5 Facts You May Not Know About Infamous Serial Killer Ted Bundy
From his chilling childhood to his explosive execution, go inside the twisted world of the notorious serial killer.
As one of history’s most notorious serial killers, Ted Bundy still commands a nightmarish fascination. While Bundy’s known crimes are horrifying enough — more than 30 murders, combined with rape, torture, and necrophilia — part of his wicked allure stems from what remains mysterious about him.
Beyond just the speculation that he perhaps killed and violated more victims than we’ll ever know, the facts of Bundy’s life suggest an incarnation of evil that remains chilling in every detail. Here are five eye-opening facts about Ted Bundy.
1. Ted Bundy Is 1 Of 17 Infamous Serial Killers Born In November; Others Include Charles Manson & Charles Starkweather
A recent study of the birth patterns of historically prominent serial killers and mass murderers showed that most months top out with 9, while November somehow produced 17 of the most reviled slayers the world has ever known.
Ted Bundy, for example, was born on November 24, 1946, exactly eight years to the day after the unfortunate arrival of Charles Starkweather, the “teenage thrill killer” who kidnapped his 14-year-old girlfriend Caryl Ann Fugate and murdered 11 victims on an interstate crime spree between late 1957 and early 1958.
November 23, meanwhile, brought us both Dennis Nilsen (1945), a murderer and mutilator nicknamed the “British Jeffrey Dahmer,” and UK taxi driver Derrick Bird (1939), the “Cumbria Killer” who in 2010 fatally shot 12 people, including his own twin brother.
In terms of big-time horrific name recognition, homicidal hippie cult leader Charles Manson came into the world on November 12, 1934; while Rosemary West, who assisted her husband Fred West in torturing and killing at least nine young females including her eight-year-old stepdaughter, was born on November 29, 1953.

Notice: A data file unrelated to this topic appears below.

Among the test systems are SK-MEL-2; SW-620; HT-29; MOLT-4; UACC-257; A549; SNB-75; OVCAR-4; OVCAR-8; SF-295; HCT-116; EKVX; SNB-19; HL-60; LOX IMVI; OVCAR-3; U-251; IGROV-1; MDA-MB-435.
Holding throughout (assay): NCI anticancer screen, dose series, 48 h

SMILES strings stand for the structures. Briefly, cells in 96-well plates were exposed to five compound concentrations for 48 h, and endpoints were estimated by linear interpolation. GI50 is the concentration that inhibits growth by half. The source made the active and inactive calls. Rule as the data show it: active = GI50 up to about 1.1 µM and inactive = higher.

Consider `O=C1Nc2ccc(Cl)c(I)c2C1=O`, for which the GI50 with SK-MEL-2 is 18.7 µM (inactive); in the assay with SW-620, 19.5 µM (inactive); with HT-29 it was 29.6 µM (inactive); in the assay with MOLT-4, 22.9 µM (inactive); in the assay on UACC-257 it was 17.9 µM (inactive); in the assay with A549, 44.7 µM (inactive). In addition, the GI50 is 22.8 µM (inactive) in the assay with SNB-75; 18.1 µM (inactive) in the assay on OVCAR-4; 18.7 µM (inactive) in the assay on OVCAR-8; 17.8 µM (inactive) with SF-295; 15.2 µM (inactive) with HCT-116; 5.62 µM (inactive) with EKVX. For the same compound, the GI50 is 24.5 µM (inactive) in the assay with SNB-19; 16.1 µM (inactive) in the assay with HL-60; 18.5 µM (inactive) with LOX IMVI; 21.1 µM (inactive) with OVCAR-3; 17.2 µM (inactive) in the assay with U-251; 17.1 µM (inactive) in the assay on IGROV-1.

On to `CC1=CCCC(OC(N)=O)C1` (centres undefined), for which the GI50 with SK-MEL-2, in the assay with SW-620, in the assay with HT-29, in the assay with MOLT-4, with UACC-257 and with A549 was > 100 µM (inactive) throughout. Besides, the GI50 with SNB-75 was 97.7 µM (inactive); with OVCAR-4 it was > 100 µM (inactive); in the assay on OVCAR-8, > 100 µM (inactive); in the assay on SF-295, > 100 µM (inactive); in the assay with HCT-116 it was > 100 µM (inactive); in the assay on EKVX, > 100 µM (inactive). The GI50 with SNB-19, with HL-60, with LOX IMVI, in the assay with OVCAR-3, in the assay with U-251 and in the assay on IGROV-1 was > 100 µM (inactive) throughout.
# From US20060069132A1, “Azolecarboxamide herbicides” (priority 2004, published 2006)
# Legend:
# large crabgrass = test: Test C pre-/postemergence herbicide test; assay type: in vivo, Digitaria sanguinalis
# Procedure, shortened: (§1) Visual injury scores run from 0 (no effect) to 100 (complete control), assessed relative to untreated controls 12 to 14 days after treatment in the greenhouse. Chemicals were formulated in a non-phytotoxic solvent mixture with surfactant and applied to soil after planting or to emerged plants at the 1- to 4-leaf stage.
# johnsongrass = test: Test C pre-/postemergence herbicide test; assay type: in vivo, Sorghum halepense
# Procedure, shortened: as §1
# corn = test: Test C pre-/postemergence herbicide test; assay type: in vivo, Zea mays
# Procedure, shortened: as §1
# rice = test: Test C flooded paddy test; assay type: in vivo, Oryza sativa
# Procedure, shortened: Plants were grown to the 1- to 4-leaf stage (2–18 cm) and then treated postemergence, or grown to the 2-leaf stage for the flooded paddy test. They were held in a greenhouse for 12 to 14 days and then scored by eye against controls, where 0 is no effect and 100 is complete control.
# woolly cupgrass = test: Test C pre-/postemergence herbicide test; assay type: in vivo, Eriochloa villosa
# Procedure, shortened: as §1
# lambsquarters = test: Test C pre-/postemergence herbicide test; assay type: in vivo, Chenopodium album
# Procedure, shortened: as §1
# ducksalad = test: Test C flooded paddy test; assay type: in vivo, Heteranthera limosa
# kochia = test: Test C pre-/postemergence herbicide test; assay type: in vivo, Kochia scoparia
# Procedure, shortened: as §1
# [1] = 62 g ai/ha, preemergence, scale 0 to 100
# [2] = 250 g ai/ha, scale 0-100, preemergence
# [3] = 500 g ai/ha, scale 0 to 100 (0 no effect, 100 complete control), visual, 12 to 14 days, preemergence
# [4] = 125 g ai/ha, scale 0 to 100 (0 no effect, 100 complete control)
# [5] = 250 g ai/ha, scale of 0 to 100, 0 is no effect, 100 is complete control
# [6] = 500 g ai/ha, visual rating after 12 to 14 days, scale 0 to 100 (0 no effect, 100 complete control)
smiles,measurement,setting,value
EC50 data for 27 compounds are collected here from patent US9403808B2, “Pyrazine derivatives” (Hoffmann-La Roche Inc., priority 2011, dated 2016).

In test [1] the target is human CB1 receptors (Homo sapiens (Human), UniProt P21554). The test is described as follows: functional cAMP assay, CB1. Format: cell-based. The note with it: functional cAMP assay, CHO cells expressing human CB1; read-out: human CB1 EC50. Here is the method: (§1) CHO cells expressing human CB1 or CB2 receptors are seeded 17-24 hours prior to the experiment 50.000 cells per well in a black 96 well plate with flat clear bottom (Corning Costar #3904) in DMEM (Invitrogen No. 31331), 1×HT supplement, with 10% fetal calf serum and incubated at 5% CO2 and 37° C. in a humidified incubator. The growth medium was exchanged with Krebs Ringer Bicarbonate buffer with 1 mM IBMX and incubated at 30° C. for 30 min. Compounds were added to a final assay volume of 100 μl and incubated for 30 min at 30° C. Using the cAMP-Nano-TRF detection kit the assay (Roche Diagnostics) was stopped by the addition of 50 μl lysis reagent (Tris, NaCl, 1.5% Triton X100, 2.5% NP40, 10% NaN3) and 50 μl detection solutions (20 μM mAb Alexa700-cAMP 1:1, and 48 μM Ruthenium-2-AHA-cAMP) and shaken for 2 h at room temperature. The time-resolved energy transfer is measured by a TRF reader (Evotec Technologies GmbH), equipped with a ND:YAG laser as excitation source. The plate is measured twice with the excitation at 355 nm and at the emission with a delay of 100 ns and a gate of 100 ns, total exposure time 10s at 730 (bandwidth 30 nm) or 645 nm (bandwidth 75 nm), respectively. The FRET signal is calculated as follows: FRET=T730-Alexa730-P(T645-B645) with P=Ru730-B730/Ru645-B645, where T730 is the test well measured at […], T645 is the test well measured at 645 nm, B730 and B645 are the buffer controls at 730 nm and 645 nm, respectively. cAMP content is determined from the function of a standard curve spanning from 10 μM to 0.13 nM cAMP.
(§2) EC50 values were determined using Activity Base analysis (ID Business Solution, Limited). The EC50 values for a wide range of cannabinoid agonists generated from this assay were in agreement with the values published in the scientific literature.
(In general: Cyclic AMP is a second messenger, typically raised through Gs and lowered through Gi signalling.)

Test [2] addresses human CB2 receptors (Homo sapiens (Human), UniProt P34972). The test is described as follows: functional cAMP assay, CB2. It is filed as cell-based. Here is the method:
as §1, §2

Other reviled life-takers in the November birthday club include David Parker Ray, aka “The Toy Box Killer” (November 6, 1939); Eugene Watts, “The Sunday Morning Slasher” (November 7, 1953); and Moses Sithole, “The South African Strangler” (November 17, 1964). [CrimeFeed]
2. Bundy Grew Up Thinking His Mother Was His Sister & Rumors Persist That His Grandfather May Have Actually Been His Father
In 1946, 22-year-old Louise Cowell gave birth to a son she named Theodore Robert at the Elizabeth Lund Maternity Home For Unwed Mothers in Burlington, Vermont.
The birth certificate initially listed an Air Force vet named Lloyd Marshall as the father, but Louise later said the baby was actually sired by “a sailor” who may have been named Jack Worthington. No records ever turned up to substantiate that story.
More troublingly, rumors have long circulated that Louise’s own father may have raped her, resulting in the pregnancy that produced Ted Bundy. Again, though, no proof has ever been presented regarding that possibility.